He came over to our table and actually sat down with us. He was in fact the owner, and he was awesome. We went through the menu in detail, and he was extremely patient and helpful as I pointed to all the tables around me asking what they were having. We discussed and he arbitrated, and the order was settled. I wasn’t really sure what exactly I had just agreed to eat, but I felt good about it.

Lahore House is a byob (in our case bring your own beer) and is actually a mix of northern Indian but primarily Pakistani food (hence the name Lahore). These two cuisines have a lot of crossover, and a lot of the food is what we see in Indian restaurants here in North America, so I call it indian, but it's really Pakistani, or to cover all the bases and make things really easy; Punjabi.
First the chicken and lamb kebab arrived at the table. Unbelievably tasty. The flavours exploded in my mouth - it was tikka style with a splash of citrus, but better than any other kebab I've tried. AMAZING.

Next up was naan bread, raita, rice, lamb sag (lamb stewed with spices, tomato, and spinach; sag means spinach), and a spicy chicken dish that the owner told us he would "arrange".

Both of these dishes blew my mind (and the chicken almost tore my taste buds out). My lips were red and irritated and I swear there are very few times in my life I have ever been so happy eating one single meal. The lamb was perfectly seasoned, the spinach still resembled spinach - it was fragrant and salty with a hint of sweet and perfect. The chicken dish was unreal. Oily (with just the right amount of oil), tomato based and so red hot spicy - but the kind of spice where you can still taste the complex layers of flavor, which is really what Indian cooking is all about for me.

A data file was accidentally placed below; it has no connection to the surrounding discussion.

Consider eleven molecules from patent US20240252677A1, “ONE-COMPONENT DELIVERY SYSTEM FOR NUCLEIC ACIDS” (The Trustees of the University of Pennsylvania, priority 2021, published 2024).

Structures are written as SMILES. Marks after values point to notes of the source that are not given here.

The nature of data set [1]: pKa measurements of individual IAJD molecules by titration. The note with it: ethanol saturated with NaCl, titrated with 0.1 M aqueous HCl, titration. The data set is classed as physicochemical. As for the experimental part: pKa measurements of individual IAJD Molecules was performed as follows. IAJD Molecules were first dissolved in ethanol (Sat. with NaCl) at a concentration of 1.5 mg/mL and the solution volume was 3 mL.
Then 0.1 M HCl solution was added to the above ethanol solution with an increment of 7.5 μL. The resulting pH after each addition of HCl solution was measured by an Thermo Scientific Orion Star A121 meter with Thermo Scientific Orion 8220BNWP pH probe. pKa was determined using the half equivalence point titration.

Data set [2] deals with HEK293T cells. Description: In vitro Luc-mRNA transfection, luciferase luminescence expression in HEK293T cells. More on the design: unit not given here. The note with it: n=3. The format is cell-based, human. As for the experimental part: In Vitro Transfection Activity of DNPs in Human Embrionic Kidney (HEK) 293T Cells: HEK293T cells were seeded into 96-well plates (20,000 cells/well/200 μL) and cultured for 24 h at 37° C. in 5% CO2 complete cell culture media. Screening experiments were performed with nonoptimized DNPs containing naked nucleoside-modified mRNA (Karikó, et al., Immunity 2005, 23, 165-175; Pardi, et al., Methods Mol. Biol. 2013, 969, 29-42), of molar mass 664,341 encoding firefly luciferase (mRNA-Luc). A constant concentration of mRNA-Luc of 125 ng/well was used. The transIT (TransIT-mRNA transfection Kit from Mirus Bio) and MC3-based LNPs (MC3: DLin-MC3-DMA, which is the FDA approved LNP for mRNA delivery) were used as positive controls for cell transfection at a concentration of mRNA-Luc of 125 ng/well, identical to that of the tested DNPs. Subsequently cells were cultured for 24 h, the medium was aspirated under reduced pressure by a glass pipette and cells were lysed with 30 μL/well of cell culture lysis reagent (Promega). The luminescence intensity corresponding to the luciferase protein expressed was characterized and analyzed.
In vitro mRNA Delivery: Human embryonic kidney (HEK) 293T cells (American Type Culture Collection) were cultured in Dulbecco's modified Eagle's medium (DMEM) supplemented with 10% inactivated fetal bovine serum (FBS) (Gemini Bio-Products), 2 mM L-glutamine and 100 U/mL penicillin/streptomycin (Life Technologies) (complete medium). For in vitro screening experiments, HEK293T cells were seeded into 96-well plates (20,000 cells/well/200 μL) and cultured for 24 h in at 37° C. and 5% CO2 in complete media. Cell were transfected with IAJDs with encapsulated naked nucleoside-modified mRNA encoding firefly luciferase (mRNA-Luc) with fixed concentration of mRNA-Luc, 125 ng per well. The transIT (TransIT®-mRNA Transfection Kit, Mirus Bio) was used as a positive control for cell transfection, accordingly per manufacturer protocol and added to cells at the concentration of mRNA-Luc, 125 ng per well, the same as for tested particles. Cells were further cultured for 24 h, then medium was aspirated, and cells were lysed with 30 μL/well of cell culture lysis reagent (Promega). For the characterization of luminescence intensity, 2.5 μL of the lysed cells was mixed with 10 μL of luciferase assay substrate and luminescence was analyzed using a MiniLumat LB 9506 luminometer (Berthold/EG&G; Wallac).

Lahore house was one of my favourite meals of all time, and I would recommend anyone headed to London check out this spot - even if your time there is limited, and even if you are thinking you want reservations at one of London’s renowned restaurants like River Café or Moro (which we did, but hit Lahore instead).
When we got back from our trip, I was set on rediscovering Indian eating in Montreal. The first thing I did was buy a fresh Indian spice kit from Epices de Cru. Epices de Cru is a spice company started by Chef and travel enthusiast Philippe Devienne and his wife Ethne. He is a great, interesting guy who I used to take cooking classes from back when I was 13 and discovering my love for the kitchen. Phillip and his wife import all kinds of high quality and obscure spices in their freshest form from all over the world. They sell them out of their store La Depense at the Jean Talon Market (where you can also get fresh hot bhajis and with mango chutney in the summer - mmm mmm good!) and The Fromagerie at the Atwater Market carries the line too - The themed sets come in a beautiful box and make for great gifts.

I ended up making made my own Garam Masala (way different than store bought), and spent hours over the next few days putting together a couple of Indian meals. It was fun, but if you dare to cook Indian, be prepared to spend a lot of time and have everything in your house smell intense for a week.
As for the restaurant search, I scoured internet chat rooms dating back to 2005, making my "hit list" of places including some very close to home, some a little further, mostly dives, and a few on the "higher" price scale. I am going to continue on this Punjabi journey, and add to this post as I go. Do you have a favourite Indian spot I should hit? Please share your comments and suggestions below!
I took a few photos here and there, but the lighting and general ambiance of the places don’t produce very exciting photojournalism. So please believe me when I say its a go.
My faves so far:
Pushap 5195 Pare, Montreal. Cash only